Since the zymogen granules may almost completely disappear following ligation of the duct, the absence of zymogen
granules in the aqueous series could not be interpreted a s
solution of them by the solvent.
11. IVhole fresh guinea pig pancreas was extracted for 24
hours at refrigeration temperature 1) with distilled water,
2 ) with normal salt solution and 3 ) first with an equal volume
of 95% alcohol for 12 hours aiid then with distilled water f o r
24 hours. Pieces of each were then fixed f o r 24 hours in
formol-Zenker, washed, debydrated, cleared, embedded i n
paraffin, sectioned and stained with aniline acid fuchsin,
methyl green and with neutral gentian.
Examination of the sections revealed: A ) The alpha
granules were removed with both water. and iiorinal salt
solution. B) The beta, zymogen and hlankowski granules
aiid ewii tlie mitochondria were resistant to both. C ) After
ion fii-st with alcohol and then with water, only the
Xaiikowski granules remained. F r o m this we may deduce
that the alpha granules treated with alcohol, to wliich they a r e
resistant, may be subsequently removed by water.
111. The reaction of pieces of fresh pancreas to various
aqueous solvents was observed directly uiicler the oil immersion lens of the microscop.
The identification of the zymogenic and Manko-cvski cells
i n fresh tissue is easy with the dark-adapted eye, because of
the size, refraction and distribution of the characteristic
granules. The zymogen granules a r e the largest, most highly
rcfractile and occiii’ grouped, for the most part, at thc free
pole of the cell. The Mankowski granulcs a r e smaller, highly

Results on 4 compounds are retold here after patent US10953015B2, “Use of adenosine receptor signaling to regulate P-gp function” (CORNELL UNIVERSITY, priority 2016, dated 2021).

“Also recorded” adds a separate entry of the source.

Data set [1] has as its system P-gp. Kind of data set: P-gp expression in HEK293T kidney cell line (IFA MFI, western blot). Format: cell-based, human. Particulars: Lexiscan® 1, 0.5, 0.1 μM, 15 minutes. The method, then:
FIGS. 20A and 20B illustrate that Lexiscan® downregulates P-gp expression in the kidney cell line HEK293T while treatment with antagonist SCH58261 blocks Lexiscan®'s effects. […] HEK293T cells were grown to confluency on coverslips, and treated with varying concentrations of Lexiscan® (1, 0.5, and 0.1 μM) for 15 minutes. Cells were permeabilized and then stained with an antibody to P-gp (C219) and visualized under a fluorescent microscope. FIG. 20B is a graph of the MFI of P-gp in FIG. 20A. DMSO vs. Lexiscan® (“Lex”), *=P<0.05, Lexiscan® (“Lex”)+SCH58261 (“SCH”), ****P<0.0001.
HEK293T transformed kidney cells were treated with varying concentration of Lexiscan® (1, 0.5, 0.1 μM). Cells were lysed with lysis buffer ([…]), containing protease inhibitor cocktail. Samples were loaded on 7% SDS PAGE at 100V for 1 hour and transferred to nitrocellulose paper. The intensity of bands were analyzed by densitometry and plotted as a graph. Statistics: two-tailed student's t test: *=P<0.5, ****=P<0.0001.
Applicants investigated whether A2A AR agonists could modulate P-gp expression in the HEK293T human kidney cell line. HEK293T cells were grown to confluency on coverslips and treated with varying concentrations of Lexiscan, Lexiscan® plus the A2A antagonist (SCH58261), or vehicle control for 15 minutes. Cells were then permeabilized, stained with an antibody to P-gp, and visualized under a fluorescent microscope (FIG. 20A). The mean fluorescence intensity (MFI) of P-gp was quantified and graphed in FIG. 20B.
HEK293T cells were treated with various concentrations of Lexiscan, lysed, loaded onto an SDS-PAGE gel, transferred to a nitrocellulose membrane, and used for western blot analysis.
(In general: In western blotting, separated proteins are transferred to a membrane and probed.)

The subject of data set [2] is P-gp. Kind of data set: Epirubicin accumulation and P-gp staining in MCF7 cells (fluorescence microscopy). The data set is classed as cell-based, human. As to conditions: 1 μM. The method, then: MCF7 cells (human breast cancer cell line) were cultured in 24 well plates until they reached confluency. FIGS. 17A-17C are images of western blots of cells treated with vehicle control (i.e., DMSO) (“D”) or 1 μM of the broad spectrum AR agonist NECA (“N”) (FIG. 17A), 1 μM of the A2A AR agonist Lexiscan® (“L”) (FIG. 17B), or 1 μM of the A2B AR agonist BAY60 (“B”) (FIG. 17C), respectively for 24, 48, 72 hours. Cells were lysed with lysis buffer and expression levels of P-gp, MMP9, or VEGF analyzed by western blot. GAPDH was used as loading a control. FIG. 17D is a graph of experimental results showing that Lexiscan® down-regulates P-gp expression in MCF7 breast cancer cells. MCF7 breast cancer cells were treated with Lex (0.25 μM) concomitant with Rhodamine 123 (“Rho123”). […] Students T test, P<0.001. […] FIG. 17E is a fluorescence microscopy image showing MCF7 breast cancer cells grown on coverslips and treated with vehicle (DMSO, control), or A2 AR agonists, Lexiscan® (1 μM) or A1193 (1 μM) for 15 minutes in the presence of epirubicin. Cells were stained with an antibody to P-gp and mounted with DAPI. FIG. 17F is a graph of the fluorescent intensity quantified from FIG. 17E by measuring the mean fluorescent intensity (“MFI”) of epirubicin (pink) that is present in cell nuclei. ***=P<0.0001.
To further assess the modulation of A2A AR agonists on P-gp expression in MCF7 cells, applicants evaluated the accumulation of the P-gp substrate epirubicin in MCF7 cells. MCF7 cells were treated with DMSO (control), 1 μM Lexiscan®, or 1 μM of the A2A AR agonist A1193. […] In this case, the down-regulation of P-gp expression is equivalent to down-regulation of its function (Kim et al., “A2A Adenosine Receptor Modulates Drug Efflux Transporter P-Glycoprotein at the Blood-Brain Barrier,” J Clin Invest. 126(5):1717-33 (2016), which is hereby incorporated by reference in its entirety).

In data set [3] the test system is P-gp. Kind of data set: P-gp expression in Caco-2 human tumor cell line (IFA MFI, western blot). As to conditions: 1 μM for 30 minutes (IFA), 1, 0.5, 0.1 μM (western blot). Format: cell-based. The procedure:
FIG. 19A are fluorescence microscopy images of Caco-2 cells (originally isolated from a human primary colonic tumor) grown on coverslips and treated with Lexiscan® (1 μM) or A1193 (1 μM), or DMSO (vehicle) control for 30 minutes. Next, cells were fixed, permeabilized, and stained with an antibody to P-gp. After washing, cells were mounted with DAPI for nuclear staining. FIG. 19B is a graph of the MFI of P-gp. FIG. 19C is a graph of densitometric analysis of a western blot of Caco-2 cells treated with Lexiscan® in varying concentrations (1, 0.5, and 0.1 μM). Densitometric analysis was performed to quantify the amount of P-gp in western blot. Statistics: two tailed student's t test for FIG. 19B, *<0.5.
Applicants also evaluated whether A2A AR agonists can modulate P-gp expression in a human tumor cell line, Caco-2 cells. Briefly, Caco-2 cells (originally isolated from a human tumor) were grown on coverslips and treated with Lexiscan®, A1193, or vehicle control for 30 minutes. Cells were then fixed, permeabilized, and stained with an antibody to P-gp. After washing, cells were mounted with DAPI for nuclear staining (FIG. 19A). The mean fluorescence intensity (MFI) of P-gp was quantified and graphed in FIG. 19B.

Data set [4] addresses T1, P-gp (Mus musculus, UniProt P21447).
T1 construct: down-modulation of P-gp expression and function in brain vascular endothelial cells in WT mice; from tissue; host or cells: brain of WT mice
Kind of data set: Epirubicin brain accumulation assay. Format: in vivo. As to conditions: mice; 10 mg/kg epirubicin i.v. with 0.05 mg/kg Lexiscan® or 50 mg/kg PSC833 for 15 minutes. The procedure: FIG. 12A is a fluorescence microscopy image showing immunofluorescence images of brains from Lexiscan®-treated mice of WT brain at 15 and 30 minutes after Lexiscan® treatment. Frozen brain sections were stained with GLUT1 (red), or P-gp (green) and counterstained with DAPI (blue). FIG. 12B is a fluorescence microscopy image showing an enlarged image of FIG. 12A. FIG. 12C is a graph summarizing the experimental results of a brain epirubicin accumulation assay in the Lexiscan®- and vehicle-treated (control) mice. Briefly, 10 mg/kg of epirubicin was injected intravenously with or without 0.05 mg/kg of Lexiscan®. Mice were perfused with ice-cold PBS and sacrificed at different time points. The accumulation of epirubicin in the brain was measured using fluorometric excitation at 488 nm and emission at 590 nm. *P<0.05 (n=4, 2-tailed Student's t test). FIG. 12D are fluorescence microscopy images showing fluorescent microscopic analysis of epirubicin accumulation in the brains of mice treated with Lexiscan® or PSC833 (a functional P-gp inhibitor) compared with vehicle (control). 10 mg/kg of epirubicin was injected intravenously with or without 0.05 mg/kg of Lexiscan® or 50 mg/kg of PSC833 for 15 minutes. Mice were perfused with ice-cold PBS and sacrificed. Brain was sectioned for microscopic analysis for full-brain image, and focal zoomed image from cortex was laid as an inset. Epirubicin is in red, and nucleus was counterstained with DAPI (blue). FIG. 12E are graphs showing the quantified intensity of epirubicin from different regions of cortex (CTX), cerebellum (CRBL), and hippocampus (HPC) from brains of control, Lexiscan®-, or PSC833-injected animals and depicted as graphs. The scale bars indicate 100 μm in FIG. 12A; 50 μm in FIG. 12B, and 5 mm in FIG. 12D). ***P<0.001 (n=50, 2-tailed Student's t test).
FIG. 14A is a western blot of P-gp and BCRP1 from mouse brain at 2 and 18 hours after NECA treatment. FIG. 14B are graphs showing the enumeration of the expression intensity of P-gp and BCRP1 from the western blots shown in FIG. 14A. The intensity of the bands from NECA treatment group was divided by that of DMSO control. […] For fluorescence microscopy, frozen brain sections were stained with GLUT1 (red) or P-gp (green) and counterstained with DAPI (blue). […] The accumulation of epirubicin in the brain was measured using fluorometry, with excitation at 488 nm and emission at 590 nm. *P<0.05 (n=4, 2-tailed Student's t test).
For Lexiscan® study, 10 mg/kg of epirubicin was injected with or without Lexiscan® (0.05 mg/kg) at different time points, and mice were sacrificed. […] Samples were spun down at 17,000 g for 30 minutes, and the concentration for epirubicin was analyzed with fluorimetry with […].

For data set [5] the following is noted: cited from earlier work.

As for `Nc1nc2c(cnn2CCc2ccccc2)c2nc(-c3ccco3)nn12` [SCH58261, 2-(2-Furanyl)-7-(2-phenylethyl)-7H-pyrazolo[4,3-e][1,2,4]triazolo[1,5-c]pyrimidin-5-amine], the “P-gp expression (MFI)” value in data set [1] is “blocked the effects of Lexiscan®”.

refractile and a r e distributed in the base or throughout the
The identification of the alpha and beta cells is somewhat
more difficult in fresh tissue. A superficial island is located
under low power by the slightly different color which the
rich blood supply gives it. Under oil immersion, when the eye
is dark adapted, the cells may be differentiated by the following characteristics. The beta cells which make up the
majority of the cell content of the island a r e relatively small
and well filled with tiny highly refractile granules. The
nuclei are f o r the most part spherical a i d (when the chromatin niay be visualized) have a considerable content of
chromatin rather regularly arranged. The clear Golgi net
may sometimes be visualized between the refractile granulcs.
K h e n the beta granules are dissolved the cytoplasm appears
optically homogeneous.
The alpha cells are larger than the beta cells and tend to
be elongated. The granules are larger, riot very refractile
aiid appear watery. The nuclei are oval, pale and poor in
chromatin, with a prominent nucleolus. When the alpha gmnulcs are dissolved the cytoplasm becomes highly vacuolatcd.
The followiiig observations were recorded.
1. Distilled water and normal salt solution rapidly remove
the alpha granules while the beta, zyinogen and Mankowski
gimiules remain. On standing at room temperature there is a
gradual dccrcnient in the beta and zynogeu granules, especially in distilled water.
2. Glycerine penetrates the cells slowly and the zymogen
granules arc lost. No changes are observed in the alpha and
beta granules.
3. Dilute sodium hydroxide rapidly and dramatically removes the alpha, beta and zymogen granules. The 3Iankow&i granules are somewhat modified.
4. Tt'ith dilute acetic acid, the alpha arid beta granules are
preserved but with stronger acid the granules are riot distinguishable and the cells show a heavy precipitate. The
zymogen granules are preserved in both cases.
On the basis of these findings fresh pancreas was ground